Vaudeville

An evening of dance, music and drama:
Concert and Dance evenings and Vaudeville

At Concert and Dance evenings, a vaudeville group appeared until midnight and was then replaced by a jazz ensemble, which played until 4 o’clock in the morning. The performing artists were often members of both the vaudeville group and the band, and bands often accompanied the vaudeville show at certain moments before their official appearance.[34]  Similar to Jazz, the vaudeville shows were originally inspired by imported American culture. Vaudeville troupes dressed up as American movie stars and often copied their dance routines, but also performed everyday scenes —both tragic and comic— as theatrical interludes.[35] The roots of vaudeville are much older, however, and can be traced back to the so-called Minstrel groups, comedian singers and acting troupes.

 

US minstrel group ‘Orpheus McAdoo’s Alabama Cake-Walkers’, who came to South Africa as Virginia Jubilee Singers in 1890 – year unknown, photograph. unknown, archived in Hampton Institute Archives, Hampton University. Martin, David-Constant: Coon Carnival. New Year in Cape Town. Past to Present. Cape Town 1999, p. 85.

The Minstrel tradition of racist shows with white actors in blackface, arrived in South Africa as early as the 19th century and was soon adopted by local actor groups. Soon Africans also appeared as Minstrels and adapted the genre to their own purposes.[36] The vaudeville troupes of the ‘30s to the ‘50s, on the other hand, were often large ensembles of male and female singers, dancers, actors, jugglers and other artists. The character of the shows was seldom directly political but often ironic and reflective of everyday life, and therefore inherently critical.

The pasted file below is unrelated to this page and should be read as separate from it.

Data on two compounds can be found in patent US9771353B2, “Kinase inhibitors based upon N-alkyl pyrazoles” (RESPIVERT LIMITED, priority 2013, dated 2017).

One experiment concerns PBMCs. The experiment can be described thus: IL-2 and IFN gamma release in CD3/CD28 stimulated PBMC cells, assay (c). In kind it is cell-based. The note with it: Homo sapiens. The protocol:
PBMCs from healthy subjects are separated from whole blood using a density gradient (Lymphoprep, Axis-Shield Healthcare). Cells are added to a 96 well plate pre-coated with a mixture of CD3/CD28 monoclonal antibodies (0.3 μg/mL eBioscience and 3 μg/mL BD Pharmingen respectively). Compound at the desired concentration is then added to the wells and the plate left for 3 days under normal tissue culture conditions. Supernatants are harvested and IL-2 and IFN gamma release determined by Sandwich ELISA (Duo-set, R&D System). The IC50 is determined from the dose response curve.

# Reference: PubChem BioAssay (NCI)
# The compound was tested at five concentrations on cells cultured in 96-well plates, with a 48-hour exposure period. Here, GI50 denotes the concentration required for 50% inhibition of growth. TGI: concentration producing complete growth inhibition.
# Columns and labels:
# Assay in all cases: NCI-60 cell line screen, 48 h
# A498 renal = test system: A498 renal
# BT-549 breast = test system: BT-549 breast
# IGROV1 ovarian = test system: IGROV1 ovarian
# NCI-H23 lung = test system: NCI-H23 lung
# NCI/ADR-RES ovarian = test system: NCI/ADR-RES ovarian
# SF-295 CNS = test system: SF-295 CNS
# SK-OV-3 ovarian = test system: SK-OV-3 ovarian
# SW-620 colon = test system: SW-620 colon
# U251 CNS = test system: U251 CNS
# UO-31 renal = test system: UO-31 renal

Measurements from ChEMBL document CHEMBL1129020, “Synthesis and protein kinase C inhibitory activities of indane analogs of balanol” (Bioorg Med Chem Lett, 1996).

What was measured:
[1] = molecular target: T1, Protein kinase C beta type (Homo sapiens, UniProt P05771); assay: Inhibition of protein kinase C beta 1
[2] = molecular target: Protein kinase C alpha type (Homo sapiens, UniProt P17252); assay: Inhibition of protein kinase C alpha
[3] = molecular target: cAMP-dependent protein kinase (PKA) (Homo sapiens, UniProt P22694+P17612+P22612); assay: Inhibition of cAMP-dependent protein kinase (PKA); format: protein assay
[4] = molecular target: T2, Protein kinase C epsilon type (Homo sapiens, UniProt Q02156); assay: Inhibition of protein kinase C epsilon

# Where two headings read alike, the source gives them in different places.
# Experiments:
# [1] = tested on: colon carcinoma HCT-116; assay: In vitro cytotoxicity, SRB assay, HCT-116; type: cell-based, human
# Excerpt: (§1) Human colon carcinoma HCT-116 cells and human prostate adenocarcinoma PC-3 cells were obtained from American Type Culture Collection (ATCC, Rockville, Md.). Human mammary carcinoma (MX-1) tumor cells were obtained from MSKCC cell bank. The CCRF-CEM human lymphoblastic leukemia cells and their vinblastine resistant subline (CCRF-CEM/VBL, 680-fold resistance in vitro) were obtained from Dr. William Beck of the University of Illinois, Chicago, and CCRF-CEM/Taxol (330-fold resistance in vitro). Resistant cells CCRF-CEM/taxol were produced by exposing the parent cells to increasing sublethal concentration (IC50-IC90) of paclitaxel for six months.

Vaudeville artists in Johannesburg: August Msarurgwa (piano), composer of „Skokiaan“, which came to be widely known through Louis Armstrong’s version – Johannesburg 1951, Jürgen Schadeberg. Schadeberg, Jürgen: Sof’town Blues. Images from the Black ‘50s. Eigenverlag, Pinegowrie 1994, p. 111.

After 1960, through the intensification of apartheid as a result of the Sharpeville massacre and the independence wave convulsing the African continent, the Marabi culture that preceded the Concert and Dance, along with the entire indigenous population, was torn from the inner cities and banished to the townships, where it took on new forms. The Concert and Dance form was also forced to change, the intensified censorship of the apartheid government having driven many South African jazz musicians into exile.[37] However, bits and pieces of Marabi, early jazz and vaudeville were incorporated into new genres and have shaped South African music culture to this day. Many of the practices of early vaudeville can be seen, for example, in the performances of South African Agitprop theatre groups (sponsored by the ANC in the context of the cultural struggle against apartheid), which successfully toured the world from the 1970s onwards.[38]

 

 

Motsieloa’s Pitch Black Follies: Tsaba Tsaba ke No. 1, on: Ballantine, Christopher (comp.): Marabi Nights. Historic Recordings (Accompanying CD), University of KwaZulu-Natal Press 2012. [Original: c. 1939]

 

Snowy Radebe and Company: Emakhaya, on: Ballantine, Christopher (comp.): Marabi Nights. Historic Recordings (Accompanying CD), University of KwaZulu-Natal Press 2012. [Original: c. 1945]

 

 

YouTube Playlist

 

 

<<Back    Next>>

Newsletter

To receive information on new publications and upcoming events, subscribe to our
newsletter.